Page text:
For example, the potable water in any given area can be streams, rivers, runoff, ground water, storage ponds and deep aquifers. Most cities through time, came up with a source or sources for water and created city systems that in essence were shared in common and paid for by all. Not to big a problem until the population grows or the water is used by those upstream. The biggest problem is when people want to use the common water supply to make extra money by, say, bottling it and selling it in other towns or drawing large amounts from ancient aquifers to grow cheaper vegies or privatising a city system so someone else makes a profit and makes decisions about the quality of water you receive.

      Anyway, ‘The Tragedy of the Commons’ like much in ‘Economic Theory’ is just that…. No, not even a theory. It was some guy sitting around and thinking and deciding what ‘probably’ happened to a commons, based on no actual information but what sounded good to him. Get some real factual information! I’m tired of hearing that tired, weak, old idea still spouted as a real fact.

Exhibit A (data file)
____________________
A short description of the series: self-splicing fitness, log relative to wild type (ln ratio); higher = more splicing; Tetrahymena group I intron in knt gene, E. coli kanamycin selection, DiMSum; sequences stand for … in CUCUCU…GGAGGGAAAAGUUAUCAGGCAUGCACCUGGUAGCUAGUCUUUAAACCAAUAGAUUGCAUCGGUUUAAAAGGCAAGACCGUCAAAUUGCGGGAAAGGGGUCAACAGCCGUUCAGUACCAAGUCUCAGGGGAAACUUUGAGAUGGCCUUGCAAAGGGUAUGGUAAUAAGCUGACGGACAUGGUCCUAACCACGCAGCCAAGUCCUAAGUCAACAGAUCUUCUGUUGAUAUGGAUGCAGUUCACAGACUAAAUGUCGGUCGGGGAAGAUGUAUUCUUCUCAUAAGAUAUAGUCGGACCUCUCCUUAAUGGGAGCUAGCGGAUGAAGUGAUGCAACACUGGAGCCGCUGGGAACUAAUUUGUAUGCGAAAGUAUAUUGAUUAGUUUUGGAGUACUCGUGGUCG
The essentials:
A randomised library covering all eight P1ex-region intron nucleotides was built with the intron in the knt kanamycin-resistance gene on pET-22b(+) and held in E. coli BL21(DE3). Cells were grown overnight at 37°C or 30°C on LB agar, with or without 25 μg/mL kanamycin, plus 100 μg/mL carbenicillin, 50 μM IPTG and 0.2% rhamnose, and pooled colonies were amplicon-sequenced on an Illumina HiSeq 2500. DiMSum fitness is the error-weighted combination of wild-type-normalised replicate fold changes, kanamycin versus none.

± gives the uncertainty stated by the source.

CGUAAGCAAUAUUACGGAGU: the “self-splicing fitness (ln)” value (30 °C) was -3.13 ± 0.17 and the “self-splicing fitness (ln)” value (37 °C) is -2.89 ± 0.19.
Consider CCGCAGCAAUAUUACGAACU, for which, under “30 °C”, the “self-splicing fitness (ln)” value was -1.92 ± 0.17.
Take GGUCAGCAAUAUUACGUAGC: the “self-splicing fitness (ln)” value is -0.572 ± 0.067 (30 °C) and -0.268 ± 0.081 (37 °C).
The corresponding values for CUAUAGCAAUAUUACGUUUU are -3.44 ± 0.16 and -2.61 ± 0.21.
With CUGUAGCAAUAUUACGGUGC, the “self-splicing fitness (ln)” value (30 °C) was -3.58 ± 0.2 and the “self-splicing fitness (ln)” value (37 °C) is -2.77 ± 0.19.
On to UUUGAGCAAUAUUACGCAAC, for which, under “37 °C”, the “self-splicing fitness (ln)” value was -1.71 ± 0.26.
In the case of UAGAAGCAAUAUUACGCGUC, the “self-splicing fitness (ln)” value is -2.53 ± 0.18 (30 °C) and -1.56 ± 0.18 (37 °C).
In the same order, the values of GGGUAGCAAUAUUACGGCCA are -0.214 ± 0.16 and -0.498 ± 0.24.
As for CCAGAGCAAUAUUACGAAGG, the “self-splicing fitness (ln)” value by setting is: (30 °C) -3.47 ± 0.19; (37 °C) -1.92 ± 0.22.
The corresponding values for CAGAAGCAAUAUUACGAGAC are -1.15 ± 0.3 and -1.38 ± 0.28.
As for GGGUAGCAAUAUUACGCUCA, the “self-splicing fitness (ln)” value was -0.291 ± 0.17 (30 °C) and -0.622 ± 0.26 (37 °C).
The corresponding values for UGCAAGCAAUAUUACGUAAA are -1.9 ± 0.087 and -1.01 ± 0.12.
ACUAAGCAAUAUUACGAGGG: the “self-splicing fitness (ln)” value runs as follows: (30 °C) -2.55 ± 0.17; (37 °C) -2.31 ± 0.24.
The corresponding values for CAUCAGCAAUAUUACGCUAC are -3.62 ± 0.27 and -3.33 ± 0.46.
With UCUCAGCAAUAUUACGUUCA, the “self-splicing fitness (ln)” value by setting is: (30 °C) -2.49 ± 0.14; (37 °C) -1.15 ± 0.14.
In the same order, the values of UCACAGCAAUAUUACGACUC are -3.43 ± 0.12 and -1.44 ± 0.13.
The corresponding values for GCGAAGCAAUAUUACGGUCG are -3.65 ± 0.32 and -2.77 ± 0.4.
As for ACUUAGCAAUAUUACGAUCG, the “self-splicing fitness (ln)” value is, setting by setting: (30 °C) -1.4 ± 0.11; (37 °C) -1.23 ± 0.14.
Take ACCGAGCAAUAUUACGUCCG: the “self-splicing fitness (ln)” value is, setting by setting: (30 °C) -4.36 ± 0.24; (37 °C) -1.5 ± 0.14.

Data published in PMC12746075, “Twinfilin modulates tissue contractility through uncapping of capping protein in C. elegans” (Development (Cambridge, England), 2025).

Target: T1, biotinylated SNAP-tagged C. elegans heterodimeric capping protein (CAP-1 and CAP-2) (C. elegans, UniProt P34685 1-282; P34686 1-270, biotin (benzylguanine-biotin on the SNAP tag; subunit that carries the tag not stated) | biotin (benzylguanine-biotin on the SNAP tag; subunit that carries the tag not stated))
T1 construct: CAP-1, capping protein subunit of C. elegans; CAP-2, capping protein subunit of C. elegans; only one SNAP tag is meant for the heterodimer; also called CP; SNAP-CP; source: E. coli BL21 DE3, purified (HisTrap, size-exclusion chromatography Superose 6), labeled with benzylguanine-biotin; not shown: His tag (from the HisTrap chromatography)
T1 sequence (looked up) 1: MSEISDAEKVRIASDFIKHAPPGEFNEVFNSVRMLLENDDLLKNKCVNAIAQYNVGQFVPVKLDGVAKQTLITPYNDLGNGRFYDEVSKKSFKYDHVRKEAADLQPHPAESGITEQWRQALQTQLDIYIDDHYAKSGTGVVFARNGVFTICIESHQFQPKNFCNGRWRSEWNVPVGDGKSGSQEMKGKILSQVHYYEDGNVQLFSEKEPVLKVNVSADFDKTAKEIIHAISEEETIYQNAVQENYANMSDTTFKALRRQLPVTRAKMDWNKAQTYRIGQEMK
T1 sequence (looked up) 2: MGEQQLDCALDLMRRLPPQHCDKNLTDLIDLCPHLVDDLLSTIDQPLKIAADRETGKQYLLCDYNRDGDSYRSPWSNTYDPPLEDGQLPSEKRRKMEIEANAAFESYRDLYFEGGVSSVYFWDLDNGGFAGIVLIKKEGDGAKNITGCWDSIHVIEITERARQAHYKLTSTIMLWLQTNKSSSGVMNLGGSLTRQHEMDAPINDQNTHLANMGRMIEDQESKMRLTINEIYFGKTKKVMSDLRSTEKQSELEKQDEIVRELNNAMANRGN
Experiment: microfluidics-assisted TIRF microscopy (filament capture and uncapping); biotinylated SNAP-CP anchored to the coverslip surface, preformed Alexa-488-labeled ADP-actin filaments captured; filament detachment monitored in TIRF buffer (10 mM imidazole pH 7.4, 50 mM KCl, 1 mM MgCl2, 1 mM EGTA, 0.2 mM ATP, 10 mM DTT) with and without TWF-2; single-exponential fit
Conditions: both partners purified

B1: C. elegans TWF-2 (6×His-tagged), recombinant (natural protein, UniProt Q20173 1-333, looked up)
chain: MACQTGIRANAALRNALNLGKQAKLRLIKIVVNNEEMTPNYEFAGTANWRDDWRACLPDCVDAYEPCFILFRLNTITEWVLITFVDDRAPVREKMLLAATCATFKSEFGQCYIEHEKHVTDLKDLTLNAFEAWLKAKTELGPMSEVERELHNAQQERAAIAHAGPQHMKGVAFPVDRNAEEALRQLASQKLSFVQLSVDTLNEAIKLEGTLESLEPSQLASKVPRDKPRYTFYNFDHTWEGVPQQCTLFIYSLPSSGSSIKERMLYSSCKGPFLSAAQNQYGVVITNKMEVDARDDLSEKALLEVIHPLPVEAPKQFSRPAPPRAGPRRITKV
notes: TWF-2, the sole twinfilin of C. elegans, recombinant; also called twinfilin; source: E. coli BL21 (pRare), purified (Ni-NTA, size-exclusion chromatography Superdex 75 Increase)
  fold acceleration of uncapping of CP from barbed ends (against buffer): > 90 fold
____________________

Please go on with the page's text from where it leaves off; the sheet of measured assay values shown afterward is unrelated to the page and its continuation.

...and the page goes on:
3. With reference to David’s ‘Tragedy of the Commons: What no one owns, no one cares for.’ Surely the destruction of much of the world’s forests, and certainly tropical rain forests, is the result of large national and international conglomerates owned by their shareholders taking over gigantic areas of the worlds natural resources in their quest to make huge profits at a very high cost to the lives of the indigenous peoples who depend on such forests to sustain them. as they have done for thousands of years.
    Interestingly such peoples had, and have, no concept of the private ownership of land. Nevertheless are aware of the importance of preserving and maintaining the environment that nurtures them, and indeed nurtures the well-being of billions of peoples throughout the world.
    From the rain forests to the African savannas to the Australian outback and the North American plains, indeed tribal and indigenous peoples everywhere, saw land and the natural world as something to be shared.

  4. Hungry says:

    Hello, Martin. I read the comments at fastco since you mentioned the article on Gates rubbed some people the wrong way, but I don’t care to open an account there so i’ll say it here:

    You do NOT get a personal overfortune of 76 billion dollars by virtue of your own work – that is physically impossible for beings who live in human bodies.